Like any living organism, companies evolve and change the organization of their processes. Regardless of the age, type, or industry in which the business operates, all companies have one thing in common. They want to survive and grow. As a business grows, changes, and evolves, different processes evolve. The same thing happens whenever a company launches a new product or service. As processes evolve, costs within the business that you cannot identify in any of the financial statements but which significantly affect your competitiveness and profitability also accrue to the business.
When a company is young, it is in a phase of complete creativity and optimism. At that time, survival is essential for the company, which is why it directs all its efforts towards sales. When the company reaches a certain level of maturity, it needs to define processes. It can successfully control them for many years. It happens that these rules start to accumulate and have a negative impact on your productivity. Bureaucratic rules have been established with the aim of increasing efficiency and facilitating communication.
Why is bureaucracy bad?
Bureaucracy is not bad at all, but it is bad when it exists only for its own purpose. Employees of the company should spend their time as effectively as possible on the performance of their work, which is certainly not bureaucracy. Ever wondered how much work time your employees spend on bureaucracy in sales, marketing, manufacturing, or the general sector? If this time is more than 20%, then the company creates double costs, while it should increase revenues and optimize business. Bureaucracy represents all reporting, internal communication, analysis, meetings, work planning,… Bureaucracy can also become a weapon between departments within the company to defend its fortress. Ineffective communication between departments greatly affects the cost of your processes and, consequently, the cost of your products and services.
One of the key criteria for a company’s competitiveness is value-added per employee, which, however, is greatly reduced through excessive use of red tape.
When does bureaucracy become a hidden cost to business?
Hidden costs are not visible in the company, which is why it is important to take a step back and look at your processes from a remote point of view. What to take a look at?
Changes are the only constant in business, but they also bring stress to employees. Every change brings a disturbance to their working rhythm. Changes require flexibility. Some changes may need to be made first to enforce the rules and later to be implemented. For those changes that are revolutionizing the market and significantly impacting growth, we often do not have the time to set the rules first. This requires courage, trust, and close monitoring, which should not interfere with the action. When making changes, the state of relations between departments is revealed. Each, in its own way, expresses its own importance by blocking the introduction of change through bureaucracy. Even when company proposals are reduced, it can be a sign of excessive bureaucracy that has repeatedly led to inaudible proposals or may require too much work to keep employees motivated to make proposals.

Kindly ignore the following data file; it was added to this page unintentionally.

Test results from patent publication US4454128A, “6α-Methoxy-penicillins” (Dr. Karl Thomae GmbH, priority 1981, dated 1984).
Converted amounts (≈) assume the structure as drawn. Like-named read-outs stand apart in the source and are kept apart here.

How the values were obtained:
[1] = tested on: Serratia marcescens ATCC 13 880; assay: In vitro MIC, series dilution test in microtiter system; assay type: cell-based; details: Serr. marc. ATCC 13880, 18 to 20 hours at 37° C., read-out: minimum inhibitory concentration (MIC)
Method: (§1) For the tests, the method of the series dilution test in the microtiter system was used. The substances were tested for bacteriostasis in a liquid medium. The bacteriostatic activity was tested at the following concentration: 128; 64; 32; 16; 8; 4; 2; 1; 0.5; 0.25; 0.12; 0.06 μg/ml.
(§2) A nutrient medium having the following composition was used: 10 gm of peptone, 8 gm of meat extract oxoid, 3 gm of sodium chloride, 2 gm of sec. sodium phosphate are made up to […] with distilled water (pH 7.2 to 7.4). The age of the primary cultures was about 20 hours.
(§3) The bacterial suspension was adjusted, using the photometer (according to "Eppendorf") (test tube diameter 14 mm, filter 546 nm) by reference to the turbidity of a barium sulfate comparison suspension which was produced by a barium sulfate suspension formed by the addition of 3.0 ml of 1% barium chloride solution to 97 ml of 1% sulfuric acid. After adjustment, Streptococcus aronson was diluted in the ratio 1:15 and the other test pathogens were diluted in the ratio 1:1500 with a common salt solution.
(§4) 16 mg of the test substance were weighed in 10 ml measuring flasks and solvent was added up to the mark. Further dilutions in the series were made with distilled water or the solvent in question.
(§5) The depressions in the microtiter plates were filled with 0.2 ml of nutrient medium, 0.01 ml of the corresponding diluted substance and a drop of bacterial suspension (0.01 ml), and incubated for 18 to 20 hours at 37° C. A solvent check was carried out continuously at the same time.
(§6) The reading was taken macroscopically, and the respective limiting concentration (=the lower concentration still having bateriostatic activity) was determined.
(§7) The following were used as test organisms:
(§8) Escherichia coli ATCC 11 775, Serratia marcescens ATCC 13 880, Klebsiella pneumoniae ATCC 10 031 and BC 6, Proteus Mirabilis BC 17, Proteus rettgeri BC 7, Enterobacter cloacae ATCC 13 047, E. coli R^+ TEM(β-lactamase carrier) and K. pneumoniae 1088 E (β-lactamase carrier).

Very briefly, When meetings are too long and convened ritually without the right structure, they represent an activity that is costly to the business. Ever wondered how much meetings actually cost you? If you only add up the time cost of all the employees attending the meeting, you will quickly come up with a high number of costs.
Sales department reports are important because they provide the basis for planning in other departments. The question is, how many reports really serve this purpose, and how many are taking valuable time that should be devoted to sales?
So what are the reasons that costs accumulate in the company? Why do employees not use their potential due to poor communication, defending positions, fear of change, habits, or the need for control?
If you have identified any of the hidden costs or if you just suspect that they are hidden somewhere in the processes. Don’t hesitate to make an appointment. Start building your competitiveness and cost-effectiveness today.